Since the apocalypse of the industry is neigh.
Every so often I see posts or comments come by that are the harbinger of the collapsing anime and manga industry. Which I’ve covered in multiple posts such as this one, or this one and this one. I’m getting tired of this narrative and want to give some more objective, partially subjective, background information. Most of the posts or comments are based on declining sales of psychical copies which drive a certain sentiment. Be real, this has been going on for ages. The DVD-rental shop is gone, get over it.
Time for the numbers. Let’s take a look at the manga industry, which seems to be doing pretty fine apparently when breaking down the top 10 most successful series during the period of November 17, 2014 to November 22, 2015. One Piece has sold over 14000000 copies, Attack on Titan more than 8 million and Prison School more than 4 million copies. Doesn’t look awfully bleak to me. It’s really interesting to see that One Piece remains so ever more popular to this date. Of course this series has a strong merchandise that contributes to its overall success. It stays on the radar of potential consumers.
Light novels seem to do pretty good as well. Sword Art Online is still very popular long after its first release. Same goes for Naruto. Hundreds of thousands of copies are being sold during the year 2015. Notably DanMachi that exceeds the one million copies mark. That’s quite interesting since I didn’t consider the series itself to be very innovative, making me dropout after a few episodes. I guess that mostly has to do with my dislike for the voice actor of the main character.
In the graphic below I’ve selected Raw Yen revenue generated by franchise. These numbers span the following period December 8, 2014 to December 13, 2015. For clarification the approximate currency exchange rate is 1 Billion Yen is about 8,559,628 US Dollars.
A quick scan tells us that Attack on Titan generated about 60 million US Dollars. That’s not blockbuster money and doesn’t take into account all costs involved in to generating this amount of money. As I’ve stated in a previous article, there are many parties involved that take a share of the pie, but shows that certain franchises still generate many millions of dollars. The shares in this graph aren’t divided by source and highly fluctuate by franchise. Some get a good amount of revenue from music sales, home video, manga or light novels.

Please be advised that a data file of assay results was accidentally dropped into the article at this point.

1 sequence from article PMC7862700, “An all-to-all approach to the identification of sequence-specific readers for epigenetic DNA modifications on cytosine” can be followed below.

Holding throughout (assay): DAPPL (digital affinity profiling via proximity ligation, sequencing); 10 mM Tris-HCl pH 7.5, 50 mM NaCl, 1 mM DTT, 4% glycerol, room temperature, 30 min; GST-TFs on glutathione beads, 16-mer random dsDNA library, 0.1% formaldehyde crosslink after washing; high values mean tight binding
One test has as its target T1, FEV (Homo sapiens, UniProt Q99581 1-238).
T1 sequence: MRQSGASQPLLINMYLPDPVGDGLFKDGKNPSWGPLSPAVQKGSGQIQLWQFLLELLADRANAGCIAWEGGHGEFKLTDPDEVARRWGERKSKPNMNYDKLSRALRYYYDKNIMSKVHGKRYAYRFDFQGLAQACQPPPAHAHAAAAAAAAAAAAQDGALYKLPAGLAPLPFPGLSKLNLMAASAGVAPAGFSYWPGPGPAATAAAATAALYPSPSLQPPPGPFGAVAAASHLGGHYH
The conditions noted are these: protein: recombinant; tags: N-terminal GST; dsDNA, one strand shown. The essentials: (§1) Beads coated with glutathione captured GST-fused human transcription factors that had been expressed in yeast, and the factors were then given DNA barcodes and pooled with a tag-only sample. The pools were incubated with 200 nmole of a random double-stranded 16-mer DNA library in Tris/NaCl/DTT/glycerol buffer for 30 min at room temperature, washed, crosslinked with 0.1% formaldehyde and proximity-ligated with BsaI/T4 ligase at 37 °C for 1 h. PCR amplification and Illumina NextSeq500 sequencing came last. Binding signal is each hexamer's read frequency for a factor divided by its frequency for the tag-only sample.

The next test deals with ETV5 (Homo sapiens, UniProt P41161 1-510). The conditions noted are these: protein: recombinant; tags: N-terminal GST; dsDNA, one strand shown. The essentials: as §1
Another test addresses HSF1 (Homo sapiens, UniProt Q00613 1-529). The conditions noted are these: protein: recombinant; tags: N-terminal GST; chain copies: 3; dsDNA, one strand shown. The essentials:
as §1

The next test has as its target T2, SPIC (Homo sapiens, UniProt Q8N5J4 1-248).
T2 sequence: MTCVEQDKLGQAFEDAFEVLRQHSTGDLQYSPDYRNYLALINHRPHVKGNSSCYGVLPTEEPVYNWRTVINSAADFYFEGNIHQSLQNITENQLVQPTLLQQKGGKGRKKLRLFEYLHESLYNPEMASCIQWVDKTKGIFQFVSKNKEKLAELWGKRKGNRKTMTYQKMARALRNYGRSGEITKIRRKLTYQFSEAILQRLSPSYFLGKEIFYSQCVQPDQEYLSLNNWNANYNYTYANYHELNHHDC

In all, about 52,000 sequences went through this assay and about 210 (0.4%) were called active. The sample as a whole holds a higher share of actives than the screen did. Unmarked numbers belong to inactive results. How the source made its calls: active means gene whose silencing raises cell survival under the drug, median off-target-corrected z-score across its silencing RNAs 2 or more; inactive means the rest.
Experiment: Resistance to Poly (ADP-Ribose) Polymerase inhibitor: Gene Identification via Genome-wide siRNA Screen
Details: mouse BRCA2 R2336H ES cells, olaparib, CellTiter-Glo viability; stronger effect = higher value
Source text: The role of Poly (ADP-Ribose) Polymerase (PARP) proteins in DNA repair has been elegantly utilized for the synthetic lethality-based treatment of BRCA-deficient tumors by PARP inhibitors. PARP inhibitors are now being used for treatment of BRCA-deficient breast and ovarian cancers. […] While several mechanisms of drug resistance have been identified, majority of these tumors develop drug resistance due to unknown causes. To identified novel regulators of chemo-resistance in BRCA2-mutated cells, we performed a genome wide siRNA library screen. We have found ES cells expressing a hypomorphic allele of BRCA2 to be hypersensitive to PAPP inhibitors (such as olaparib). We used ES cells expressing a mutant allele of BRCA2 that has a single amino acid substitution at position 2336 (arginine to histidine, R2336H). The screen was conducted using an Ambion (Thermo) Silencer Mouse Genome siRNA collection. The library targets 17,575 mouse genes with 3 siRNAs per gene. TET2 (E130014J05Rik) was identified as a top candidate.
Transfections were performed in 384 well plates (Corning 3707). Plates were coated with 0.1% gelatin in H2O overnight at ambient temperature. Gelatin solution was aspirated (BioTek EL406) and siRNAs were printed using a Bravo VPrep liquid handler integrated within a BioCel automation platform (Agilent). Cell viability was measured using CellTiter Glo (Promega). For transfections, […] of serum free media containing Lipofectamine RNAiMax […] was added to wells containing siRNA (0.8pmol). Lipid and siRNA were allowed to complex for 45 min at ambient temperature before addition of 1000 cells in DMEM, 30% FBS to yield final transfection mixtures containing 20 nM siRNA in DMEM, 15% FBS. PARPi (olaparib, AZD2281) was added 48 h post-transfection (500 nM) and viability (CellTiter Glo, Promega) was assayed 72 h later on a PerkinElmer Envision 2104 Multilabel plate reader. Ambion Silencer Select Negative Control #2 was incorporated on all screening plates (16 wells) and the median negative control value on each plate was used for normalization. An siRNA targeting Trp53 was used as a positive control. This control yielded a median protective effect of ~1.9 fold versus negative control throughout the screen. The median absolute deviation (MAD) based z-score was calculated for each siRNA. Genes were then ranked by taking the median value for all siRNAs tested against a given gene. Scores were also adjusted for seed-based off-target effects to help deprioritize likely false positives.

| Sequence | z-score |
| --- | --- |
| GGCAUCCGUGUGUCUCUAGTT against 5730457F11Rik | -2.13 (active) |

In the following graphic you’ll see animation disc sales in Japan during the period December 8, 2014 to December 13, 2015. When you break it down Disney movies are still high on demand, even long after their release. Disney has a very strong marketing strategy and the name alone keeps the buzz alive. Gundam is still very popular and Fate/Stay Night as well. Not included in this list, but noteworthy, are Tsukimonogatari Vol I with 30,371 copies, the Psycho-Pass movie with 28,267 estimated sales, Kan Colle Vol. 1 Blu-ray Limited Edition 20,888 copies and The IDOLM@STER Cinderella Girls 4, with 17,242 copies.
Undoubtedly you must have been thinking, but there are so many other series that came out over the course of the year, where are those? Probably because they didn’t make the cut in the top lists, suggesting they have underperformed. This probably drives the sentiment for the dying industry, but as we’ve seen in previous graphs, a franchise can drive revenue from multiple sources and not disc sales alone. We’ve also not taken into account the amount of streaming subscribers on Crunchyroll, which has reached 750,000 paid subscribers in November 2015 and has over 20 million registered users, with about 80% of the subscribers coming from the United States. This means there is more money pouring back into the anime industry.
The industry is in a transition period towards newer media outlets. It’s still searching for the right medium. The medium itself is scattered over too many parties just giving a selection of the full offering. A bit at Funimation, a little at Daisuke and a chunk at Crunchyroll. The better alternative would be if those parties merged into one, creating a platform that truly embodies the new wave the industry is going towards.
7 thoughts on “The anime and manga industry in 2015 in numbers”
Your articles about the anime industry is always interesting to read. I’ve also looked at the sales just last year and I do agree with what you’re saying.
Thanks;p I’m doing my best to give some counter voice and show people that’s its no all that terrible when you see it objectively.
It would be nice if you provided some sources for the numbers, too: since it’s always changing, you’d enable readers to keep abreast of sales figures as they update.
Every graph has a source. See the parts of text in light blue. Those are the sources for the graphs.
They’re not too visible (probably as a result of the theme) 😛 Thanks.
I know, they are a bit too well hidden. But I don’t like a whole register of links underneath a post either.